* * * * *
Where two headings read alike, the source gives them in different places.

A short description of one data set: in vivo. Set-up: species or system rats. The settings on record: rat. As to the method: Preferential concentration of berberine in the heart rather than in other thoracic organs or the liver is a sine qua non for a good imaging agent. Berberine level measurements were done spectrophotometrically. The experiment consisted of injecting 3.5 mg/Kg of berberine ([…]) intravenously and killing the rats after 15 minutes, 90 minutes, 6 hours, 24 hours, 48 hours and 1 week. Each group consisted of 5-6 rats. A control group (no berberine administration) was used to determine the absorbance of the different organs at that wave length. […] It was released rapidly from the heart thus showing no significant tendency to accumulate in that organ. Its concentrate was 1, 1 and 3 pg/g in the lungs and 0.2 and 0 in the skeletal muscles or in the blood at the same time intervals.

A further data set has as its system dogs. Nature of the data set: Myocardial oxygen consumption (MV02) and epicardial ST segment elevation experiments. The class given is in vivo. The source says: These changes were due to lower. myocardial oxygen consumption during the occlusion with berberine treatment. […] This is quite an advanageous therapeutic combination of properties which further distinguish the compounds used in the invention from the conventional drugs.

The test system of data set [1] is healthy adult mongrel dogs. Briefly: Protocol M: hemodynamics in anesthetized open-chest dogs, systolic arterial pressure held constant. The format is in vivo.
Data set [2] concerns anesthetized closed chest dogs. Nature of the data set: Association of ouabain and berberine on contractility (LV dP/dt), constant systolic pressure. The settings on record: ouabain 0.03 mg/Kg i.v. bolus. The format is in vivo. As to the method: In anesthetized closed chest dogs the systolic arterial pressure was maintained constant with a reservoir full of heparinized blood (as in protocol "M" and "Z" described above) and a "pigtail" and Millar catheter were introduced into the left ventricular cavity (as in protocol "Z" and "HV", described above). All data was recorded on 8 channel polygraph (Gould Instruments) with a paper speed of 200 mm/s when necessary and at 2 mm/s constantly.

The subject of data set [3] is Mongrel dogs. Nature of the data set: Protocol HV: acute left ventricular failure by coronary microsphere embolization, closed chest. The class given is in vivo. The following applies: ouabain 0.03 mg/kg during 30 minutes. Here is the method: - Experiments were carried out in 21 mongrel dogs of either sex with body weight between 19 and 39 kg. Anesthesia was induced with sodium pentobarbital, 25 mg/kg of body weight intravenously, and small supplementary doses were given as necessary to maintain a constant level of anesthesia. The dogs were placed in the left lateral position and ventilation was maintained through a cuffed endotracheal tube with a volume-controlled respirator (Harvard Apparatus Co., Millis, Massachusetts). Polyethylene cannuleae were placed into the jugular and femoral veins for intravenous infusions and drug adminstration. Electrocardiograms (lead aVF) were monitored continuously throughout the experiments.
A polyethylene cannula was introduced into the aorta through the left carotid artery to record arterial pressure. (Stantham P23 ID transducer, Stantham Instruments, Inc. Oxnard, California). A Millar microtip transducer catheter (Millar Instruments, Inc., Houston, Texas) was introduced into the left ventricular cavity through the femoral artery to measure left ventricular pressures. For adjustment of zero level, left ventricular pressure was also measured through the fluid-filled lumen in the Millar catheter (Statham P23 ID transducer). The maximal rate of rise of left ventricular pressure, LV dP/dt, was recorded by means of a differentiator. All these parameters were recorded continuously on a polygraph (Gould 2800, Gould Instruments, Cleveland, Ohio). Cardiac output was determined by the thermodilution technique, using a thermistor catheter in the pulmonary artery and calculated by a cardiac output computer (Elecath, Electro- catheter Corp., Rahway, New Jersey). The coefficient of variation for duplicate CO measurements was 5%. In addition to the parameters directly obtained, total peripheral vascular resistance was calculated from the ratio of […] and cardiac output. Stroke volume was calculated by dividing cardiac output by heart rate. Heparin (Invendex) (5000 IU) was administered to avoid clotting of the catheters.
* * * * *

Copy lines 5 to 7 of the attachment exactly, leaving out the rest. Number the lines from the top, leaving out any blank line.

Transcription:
Data set [2] concerns anesthetized closed chest dogs. Nature of the data set: Association of ouabain and berberine on contractility (LV dP/dt), constant systolic pressure. The settings on record: ouabain 0.03 mg/Kg i.v. bolus. The format is in vivo. As to the method: In anesthetized closed chest dogs the systolic arterial pressure was maintained constant with a reservoir full of heparinized blood (as in protocol "M" and "Z" described above) and a "pigtail" and Millar catheter were introduced into the left ventricular cavity (as in protocol "Z" and "HV", described above). All data was recorded on 8 channel polygraph (Gould Instruments) with a paper speed of 200 mm/s when necessary and at 2 mm/s constantly.

The subject of data set [3] is Mongrel dogs. Nature of the data set: Protocol HV: acute left ventricular failure by coronary microsphere embolization, closed chest. The class given is in vivo. The following applies: ouabain 0.03 mg/kg during 30 minutes. Here is the method: - Experiments were carried out in 21 mongrel dogs of either sex with body weight between 19 and 39 kg. Anesthesia was induced with sodium pentobarbital, 25 mg/kg of body weight intravenously, and small supplementary doses were given as necessary to maintain a constant level of anesthesia. The dogs were placed in the left lateral position and ventilation was maintained through a cuffed endotracheal tube with a volume-controlled respirator (Harvard Apparatus Co., Millis, Massachusetts). Polyethylene cannuleae were placed into the jugular and femoral veins for intravenous infusions and drug adminstration. Electrocardiograms (lead aVF) were monitored continuously throughout the experiments.
A polyethylene cannula was introduced into the aorta through the left carotid artery to record arterial pressure. (Stantham P23 ID transducer, Stantham Instruments, Inc. Oxnard, California). A Millar microtip transducer catheter (Millar Instruments, Inc., Houston, Texas) was introduced into the left ventricular cavity through the femoral artery to measure left ventricular pressures. For adjustment of zero level, left ventricular pressure was also measured through the fluid-filled lumen in the Millar catheter (Statham P23 ID transducer). The maximal rate of rise of left ventricular pressure, LV dP/dt, was recorded by means of a differentiator. All these parameters were recorded continuously on a polygraph (Gould 2800, Gould Instruments, Cleveland, Ohio). Cardiac output was determined by the thermodilution technique, using a thermistor catheter in the pulmonary artery and calculated by a cardiac output computer (Elecath, Electro- catheter Corp., Rahway, New Jersey). The coefficient of variation for duplicate CO measurements was 5%. In addition to the parameters directly obtained, total peripheral vascular resistance was calculated from the ratio of […] and cardiac output. Stroke volume was calculated by dividing cardiac output by heart rate. Heparin (Invendex) (5000 IU) was administered to avoid clotting of the catheters.